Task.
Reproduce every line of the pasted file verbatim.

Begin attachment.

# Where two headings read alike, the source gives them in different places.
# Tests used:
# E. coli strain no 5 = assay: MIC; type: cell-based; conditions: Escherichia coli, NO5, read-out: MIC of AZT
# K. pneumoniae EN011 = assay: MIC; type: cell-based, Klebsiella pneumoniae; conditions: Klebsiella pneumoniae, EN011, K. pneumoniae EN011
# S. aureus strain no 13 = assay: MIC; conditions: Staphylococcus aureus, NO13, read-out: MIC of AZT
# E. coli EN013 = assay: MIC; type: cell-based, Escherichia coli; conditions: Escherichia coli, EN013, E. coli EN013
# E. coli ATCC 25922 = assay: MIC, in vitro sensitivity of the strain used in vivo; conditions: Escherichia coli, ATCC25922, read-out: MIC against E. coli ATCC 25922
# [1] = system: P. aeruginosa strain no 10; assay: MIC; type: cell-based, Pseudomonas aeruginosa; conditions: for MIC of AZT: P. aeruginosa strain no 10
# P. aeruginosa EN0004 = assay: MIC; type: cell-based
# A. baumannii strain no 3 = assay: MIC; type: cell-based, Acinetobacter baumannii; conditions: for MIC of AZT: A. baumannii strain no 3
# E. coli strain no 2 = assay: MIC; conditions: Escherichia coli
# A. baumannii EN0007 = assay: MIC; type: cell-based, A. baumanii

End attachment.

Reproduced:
# Where two headings read alike, the source gives them in different places.
# Tests used:
# E. coli strain no 5 = assay: MIC; type: cell-based; conditions: Escherichia coli, NO5, read-out: MIC of AZT
# K. pneumoniae EN011 = assay: MIC; type: cell-based, Klebsiella pneumoniae; conditions: Klebsiella pneumoniae, EN011, K. pneumoniae EN011
# S. aureus strain no 13 = assay: MIC; conditions: Staphylococcus aureus, NO13, read-out: MIC of AZT
# E. coli EN013 = assay: MIC; type: cell-based, Escherichia coli; conditions: Escherichia coli, EN013, E. coli EN013
# E. coli ATCC 25922 = assay: MIC, in vitro sensitivity of the strain used in vivo; conditions: Escherichia coli, ATCC25922, read-out: MIC against E. coli ATCC 25922
# [1] = system: P. aeruginosa strain no 10; assay: MIC; type: cell-based, Pseudomonas aeruginosa; conditions: for MIC of AZT: P. aeruginosa strain no 10
# P. aeruginosa EN0004 = assay: MIC; type: cell-based
# A. baumannii strain no 3 = assay: MIC; type: cell-based, Acinetobacter baumannii; conditions: for MIC of AZT: A. baumannii strain no 3
# E. coli strain no 2 = assay: MIC; conditions: Escherichia coli
# A. baumannii EN0007 = assay: MIC; type: cell-based, A. baumanii